My second colocation was in a better location, right near the downtown, on the other side of the Isére river, on Rue Saint Laurent.  It is the oldest part of town, and is next the longest line of Italian restaurants I've ever seen anywhere.  This place was convenient because everything was included in the rent, along with someone who would clean the common areas once a week.  It was a little small, though.  70 square meters with four people, even though one was only there a few days a week.

In any case, the time has come to try to find something a little better, and I'm in the process of searching for a new apartment for myself.

One challenge is that rental agencies sometimes require a guarantie of some kind.  If you have family in France, you can have a family member sign for you.  The main rule is just that your monthly salary should be three times the cost of the rental each month.  This is fine for me, but the additional guarantee is not so easy.  (I can get something called LocaPass, though it appears I have to pay a substantial amount for this coverage.  I'm trying to understand this point, and have heard mixed things so far.) This creates an additional uncertainty because I may think I can rent an apartment, give notice to my current apartment, and then be told that I don't have this document, and so they give the apartment to someone else.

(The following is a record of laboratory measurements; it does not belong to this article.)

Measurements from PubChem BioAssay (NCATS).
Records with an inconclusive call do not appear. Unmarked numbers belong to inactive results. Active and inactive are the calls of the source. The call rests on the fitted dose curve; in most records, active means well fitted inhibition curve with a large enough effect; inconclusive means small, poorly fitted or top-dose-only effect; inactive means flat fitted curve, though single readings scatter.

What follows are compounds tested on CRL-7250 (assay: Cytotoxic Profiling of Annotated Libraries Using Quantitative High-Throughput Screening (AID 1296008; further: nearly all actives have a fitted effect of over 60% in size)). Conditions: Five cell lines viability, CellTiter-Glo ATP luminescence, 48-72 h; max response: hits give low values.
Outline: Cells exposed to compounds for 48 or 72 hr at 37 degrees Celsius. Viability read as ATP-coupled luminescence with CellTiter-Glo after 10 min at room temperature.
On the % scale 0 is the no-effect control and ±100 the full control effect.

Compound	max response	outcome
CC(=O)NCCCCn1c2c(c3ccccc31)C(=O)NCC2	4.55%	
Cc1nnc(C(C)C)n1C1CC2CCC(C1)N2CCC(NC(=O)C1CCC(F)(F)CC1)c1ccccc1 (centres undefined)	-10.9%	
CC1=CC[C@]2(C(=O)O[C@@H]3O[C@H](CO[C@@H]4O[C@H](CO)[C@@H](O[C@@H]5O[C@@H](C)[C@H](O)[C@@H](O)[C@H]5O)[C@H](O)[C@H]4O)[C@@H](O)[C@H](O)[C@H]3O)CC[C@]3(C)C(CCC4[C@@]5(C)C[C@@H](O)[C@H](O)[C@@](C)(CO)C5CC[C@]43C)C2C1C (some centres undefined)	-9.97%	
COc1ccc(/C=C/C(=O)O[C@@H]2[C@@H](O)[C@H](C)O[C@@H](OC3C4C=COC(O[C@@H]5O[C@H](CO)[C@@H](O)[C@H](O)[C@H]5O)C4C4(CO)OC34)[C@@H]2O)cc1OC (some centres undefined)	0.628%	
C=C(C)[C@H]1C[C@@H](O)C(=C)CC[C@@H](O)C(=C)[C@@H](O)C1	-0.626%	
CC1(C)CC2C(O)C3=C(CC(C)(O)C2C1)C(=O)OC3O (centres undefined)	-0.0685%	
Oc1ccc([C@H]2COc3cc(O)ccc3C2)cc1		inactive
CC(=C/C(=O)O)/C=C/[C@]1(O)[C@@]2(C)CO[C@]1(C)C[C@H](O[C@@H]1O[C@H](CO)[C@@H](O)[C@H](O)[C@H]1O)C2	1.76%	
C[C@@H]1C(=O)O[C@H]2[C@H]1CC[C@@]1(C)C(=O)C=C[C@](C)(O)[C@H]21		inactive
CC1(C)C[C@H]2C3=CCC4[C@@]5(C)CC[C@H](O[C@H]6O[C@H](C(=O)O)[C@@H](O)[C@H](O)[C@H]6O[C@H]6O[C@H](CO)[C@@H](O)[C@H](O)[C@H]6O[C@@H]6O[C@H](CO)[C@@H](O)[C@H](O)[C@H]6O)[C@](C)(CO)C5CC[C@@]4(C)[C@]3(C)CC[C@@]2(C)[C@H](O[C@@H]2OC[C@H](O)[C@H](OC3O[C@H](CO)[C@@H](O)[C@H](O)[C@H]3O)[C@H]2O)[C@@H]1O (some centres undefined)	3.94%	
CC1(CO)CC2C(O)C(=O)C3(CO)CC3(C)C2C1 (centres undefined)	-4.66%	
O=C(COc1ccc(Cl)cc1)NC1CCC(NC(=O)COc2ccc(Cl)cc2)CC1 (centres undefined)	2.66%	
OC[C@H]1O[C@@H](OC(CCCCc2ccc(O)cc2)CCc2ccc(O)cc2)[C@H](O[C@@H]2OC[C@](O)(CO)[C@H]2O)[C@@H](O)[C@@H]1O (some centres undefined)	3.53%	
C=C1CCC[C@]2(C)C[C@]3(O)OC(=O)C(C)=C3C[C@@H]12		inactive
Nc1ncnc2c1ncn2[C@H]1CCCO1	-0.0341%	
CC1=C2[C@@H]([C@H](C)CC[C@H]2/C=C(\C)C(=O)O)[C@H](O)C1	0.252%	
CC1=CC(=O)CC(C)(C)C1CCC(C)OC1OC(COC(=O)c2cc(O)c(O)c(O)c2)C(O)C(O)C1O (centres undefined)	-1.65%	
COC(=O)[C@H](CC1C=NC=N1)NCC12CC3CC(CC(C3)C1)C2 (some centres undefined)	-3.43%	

So far I've looked at three or so apartments, and I liked one of them a lot.  I have two more to look at before deciding to go with this one.  But this added uncertainty of not knowing if I will get the apartment due to my poor French, or some issue with paperwork makes it more challenging.

learning French, reading material

Since I mostly speak English at work, and I find it rather hard to escape from the French people who want to improve their English, and the English speakers who have little interest in speaking (and reading/writing) French, I have to find my own ways to motivate myself to continue ahead in deepening my French.